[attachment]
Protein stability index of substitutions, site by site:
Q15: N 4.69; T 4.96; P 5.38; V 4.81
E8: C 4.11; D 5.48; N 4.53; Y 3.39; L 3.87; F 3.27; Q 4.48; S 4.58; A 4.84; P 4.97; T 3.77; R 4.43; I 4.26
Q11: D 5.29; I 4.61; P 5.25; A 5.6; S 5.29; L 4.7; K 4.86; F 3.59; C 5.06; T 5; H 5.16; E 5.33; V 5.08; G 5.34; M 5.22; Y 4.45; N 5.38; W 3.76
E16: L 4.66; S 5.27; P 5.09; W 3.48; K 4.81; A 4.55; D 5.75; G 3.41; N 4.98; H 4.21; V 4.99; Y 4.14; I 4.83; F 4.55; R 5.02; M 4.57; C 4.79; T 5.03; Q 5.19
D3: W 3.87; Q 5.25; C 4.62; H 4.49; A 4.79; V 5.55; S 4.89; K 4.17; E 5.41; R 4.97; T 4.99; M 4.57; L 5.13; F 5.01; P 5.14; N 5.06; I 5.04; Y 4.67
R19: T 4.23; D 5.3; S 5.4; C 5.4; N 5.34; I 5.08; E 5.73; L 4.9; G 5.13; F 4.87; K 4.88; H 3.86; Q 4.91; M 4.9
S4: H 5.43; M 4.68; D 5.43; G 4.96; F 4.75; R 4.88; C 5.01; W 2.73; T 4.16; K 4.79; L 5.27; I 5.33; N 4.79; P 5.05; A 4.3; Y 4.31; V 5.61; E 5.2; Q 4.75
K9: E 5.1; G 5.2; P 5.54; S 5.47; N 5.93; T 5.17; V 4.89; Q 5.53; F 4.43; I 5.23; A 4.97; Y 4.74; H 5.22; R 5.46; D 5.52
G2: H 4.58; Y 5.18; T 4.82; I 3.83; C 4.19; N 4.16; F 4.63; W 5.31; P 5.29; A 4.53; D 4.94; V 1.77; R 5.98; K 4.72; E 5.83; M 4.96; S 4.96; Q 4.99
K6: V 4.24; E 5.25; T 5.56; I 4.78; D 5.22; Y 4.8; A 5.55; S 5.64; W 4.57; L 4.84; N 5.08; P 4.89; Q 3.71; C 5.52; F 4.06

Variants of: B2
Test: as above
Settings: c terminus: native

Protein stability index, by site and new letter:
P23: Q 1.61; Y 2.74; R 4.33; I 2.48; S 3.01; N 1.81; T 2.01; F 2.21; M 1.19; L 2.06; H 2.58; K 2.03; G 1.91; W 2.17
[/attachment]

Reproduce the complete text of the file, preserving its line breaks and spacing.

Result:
Protein stability index of substitutions, site by site:
Q15: N 4.69; T 4.96; P 5.38; V 4.81
E8: C 4.11; D 5.48; N 4.53; Y 3.39; L 3.87; F 3.27; Q 4.48; S 4.58; A 4.84; P 4.97; T 3.77; R 4.43; I 4.26
Q11: D 5.29; I 4.61; P 5.25; A 5.6; S 5.29; L 4.7; K 4.86; F 3.59; C 5.06; T 5; H 5.16; E 5.33; V 5.08; G 5.34; M 5.22; Y 4.45; N 5.38; W 3.76
E16: L 4.66; S 5.27; P 5.09; W 3.48; K 4.81; A 4.55; D 5.75; G 3.41; N 4.98; H 4.21; V 4.99; Y 4.14; I 4.83; F 4.55; R 5.02; M 4.57; C 4.79; T 5.03; Q 5.19
D3: W 3.87; Q 5.25; C 4.62; H 4.49; A 4.79; V 5.55; S 4.89; K 4.17; E 5.41; R 4.97; T 4.99; M 4.57; L 5.13; F 5.01; P 5.14; N 5.06; I 5.04; Y 4.67
R19: T 4.23; D 5.3; S 5.4; C 5.4; N 5.34; I 5.08; E 5.73; L 4.9; G 5.13; F 4.87; K 4.88; H 3.86; Q 4.91; M 4.9
S4: H 5.43; M 4.68; D 5.43; G 4.96; F 4.75; R 4.88; C 5.01; W 2.73; T 4.16; K 4.79; L 5.27; I 5.33; N 4.79; P 5.05; A 4.3; Y 4.31; V 5.61; E 5.2; Q 4.75
K9: E 5.1; G 5.2; P 5.54; S 5.47; N 5.93; T 5.17; V 4.89; Q 5.53; F 4.43; I 5.23; A 4.97; Y 4.74; H 5.22; R 5.46; D 5.52
G2: H 4.58; Y 5.18; T 4.82; I 3.83; C 4.19; N 4.16; F 4.63; W 5.31; P 5.29; A 4.53; D 4.94; V 1.77; R 5.98; K 4.72; E 5.83; M 4.96; S 4.96; Q 4.99
K6: V 4.24; E 5.25; T 5.56; I 4.78; D 5.22; Y 4.8; A 5.55; S 5.64; W 4.57; L 4.84; N 5.08; P 4.89; Q 3.71; C 5.52; F 4.06

Variants of: B2
Test: as above
Settings: c terminus: native

Protein stability index, by site and new letter:
P23: Q 1.61; Y 2.74; R 4.33; I 2.48; S 3.01; N 1.81; T 2.01; F 2.21; M 1.19; L 2.06; H 2.58; K 2.03; G 1.91; W 2.17